Lincoln City: Pumping up LC tourism – Logan Park punt – Gift to city could cure High School Drive flooding – 48th Place fix at hand – Deadline extension on VRD comments – Taking another run at old Taft Elementary property – Sprucing up city’s open space trails
A way forward on Lincoln City Tourism
Lincoln City Visitors and Convention Bureau Director Sandy Pfaff gave what might be called a parting set of well studied observations about what Lincoln City should do to boost its tourism to a lucrative new level. Pfaff is retiring next month – and, perhaps with that in mind, she took what may have been her best shot at laying out a plan for whoever succeeds her in directing the city’s tourism promotion efforts.
Pfaff says Lincoln City is a well established “day tripper” town where residents of Portland and Salem come to Lincoln City to getaway for the day, or two, enjoy the beach (even if it’s raining) and partake of the city’s kite festivals, blown glass events and other amusements.
But she laid it on the line, that these attractions are not going to get Lincoln City to where it needs to go.
She said that day tripping visitors drive to Lincoln City, spend “some” money but either return the same day or stay only one night. She said Lincoln City is trapped in a “getaway for a day” place in the minds of visitors from Portland and Salem. What needs to happen, says Pfaff, is for Lincoln City to become a hub “launching pad” for visitors to the Oregon Coast. They should come to Lincoln City and set Lincoln City as their home base – their hub. From there, pamphlets of smart itineraries would direct them to short jaunts north into Tillamook County, short excursions south to Newport and the Oregon Coast Aquarium, a quick run down to Florence, ocean excursions off the coast for whale watching and charter fishing leaving ports like Newport and Depoe Bay and on and on. In short, stay in Lincoln City while being directed to a jam-packed four or five days enjoying outlying attractions while coming back to Lincoln City in the evening to enjoy shopping and great restaurants.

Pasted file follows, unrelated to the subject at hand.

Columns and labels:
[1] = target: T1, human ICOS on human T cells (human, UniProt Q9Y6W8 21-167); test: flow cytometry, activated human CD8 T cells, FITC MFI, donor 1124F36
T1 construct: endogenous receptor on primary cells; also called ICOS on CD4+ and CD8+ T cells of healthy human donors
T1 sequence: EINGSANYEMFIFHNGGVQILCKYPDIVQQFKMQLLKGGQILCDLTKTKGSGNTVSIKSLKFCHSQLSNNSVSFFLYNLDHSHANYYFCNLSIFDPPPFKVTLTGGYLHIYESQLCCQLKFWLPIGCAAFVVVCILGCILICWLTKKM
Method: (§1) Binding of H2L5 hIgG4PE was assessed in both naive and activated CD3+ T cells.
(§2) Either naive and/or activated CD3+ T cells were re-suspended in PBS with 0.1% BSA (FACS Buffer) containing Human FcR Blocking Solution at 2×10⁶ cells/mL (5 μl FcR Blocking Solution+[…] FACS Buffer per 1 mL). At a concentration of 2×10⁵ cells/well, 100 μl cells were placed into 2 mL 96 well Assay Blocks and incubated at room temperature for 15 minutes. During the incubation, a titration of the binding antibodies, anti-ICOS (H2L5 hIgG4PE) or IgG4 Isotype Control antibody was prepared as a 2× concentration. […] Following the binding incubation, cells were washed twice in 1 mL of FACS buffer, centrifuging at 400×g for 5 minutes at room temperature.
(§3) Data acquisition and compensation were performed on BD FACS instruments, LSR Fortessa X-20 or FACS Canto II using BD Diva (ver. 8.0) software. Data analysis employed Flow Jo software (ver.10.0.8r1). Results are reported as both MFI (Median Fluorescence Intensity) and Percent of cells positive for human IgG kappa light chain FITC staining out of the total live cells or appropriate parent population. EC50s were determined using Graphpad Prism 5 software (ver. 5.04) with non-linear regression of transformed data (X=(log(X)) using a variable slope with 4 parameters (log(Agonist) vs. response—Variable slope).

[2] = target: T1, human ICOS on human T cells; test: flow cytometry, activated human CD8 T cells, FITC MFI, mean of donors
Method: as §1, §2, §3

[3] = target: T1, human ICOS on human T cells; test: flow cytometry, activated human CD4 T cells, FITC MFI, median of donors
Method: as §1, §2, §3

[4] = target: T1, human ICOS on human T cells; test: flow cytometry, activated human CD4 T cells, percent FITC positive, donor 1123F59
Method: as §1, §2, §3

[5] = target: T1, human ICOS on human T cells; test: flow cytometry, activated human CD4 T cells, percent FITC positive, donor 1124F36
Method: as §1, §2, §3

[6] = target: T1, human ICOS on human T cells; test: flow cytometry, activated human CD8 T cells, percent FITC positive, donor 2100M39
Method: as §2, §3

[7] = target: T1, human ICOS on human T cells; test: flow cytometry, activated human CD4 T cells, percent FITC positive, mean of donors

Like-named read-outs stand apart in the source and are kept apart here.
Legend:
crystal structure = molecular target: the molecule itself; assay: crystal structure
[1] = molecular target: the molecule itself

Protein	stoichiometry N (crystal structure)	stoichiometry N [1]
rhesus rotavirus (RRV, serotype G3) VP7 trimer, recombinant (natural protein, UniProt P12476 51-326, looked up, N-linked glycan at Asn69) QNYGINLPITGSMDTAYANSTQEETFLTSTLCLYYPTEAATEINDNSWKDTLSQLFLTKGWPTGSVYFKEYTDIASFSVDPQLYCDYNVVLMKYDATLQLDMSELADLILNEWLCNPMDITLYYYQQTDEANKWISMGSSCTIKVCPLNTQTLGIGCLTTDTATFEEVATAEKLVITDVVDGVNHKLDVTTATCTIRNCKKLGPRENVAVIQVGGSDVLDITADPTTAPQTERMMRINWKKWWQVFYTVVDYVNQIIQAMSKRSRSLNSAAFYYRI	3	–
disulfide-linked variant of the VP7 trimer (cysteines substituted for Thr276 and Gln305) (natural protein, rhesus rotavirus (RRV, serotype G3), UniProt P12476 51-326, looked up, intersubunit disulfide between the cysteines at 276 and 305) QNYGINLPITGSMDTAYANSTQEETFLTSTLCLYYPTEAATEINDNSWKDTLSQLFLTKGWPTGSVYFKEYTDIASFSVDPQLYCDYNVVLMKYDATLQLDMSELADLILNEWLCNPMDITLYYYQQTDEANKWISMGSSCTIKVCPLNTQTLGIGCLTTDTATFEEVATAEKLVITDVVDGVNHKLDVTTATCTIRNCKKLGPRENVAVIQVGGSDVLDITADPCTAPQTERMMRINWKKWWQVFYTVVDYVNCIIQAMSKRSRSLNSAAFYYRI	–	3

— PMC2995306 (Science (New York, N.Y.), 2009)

Pfaff says such a strategy should work for Portland and Salem visitors. But the “hub” strategy should be more specifically aimed at visitors from Washington, Idaho, Montana, Utah, Nevada, California…even Arizona. Pfaff clearly implied that the magic in all of this is assembling a where-to-go-and-how-to-get-there list of places to see and things do outside of Lincoln City – BUT bringing them back to Lincoln City at the end of the day – back to shopping, restaurants and musical or theatrical entertainment.
There was wide city council support for Pfaff’s “hub” strategy and they asked her to formulate those out-of-Lincoln City excursion itineraries before she retires at the end of October. Pfaff said she will produce them before she leaves. “I would feel terribly guilty if I didn’t get that done before I left,” she said.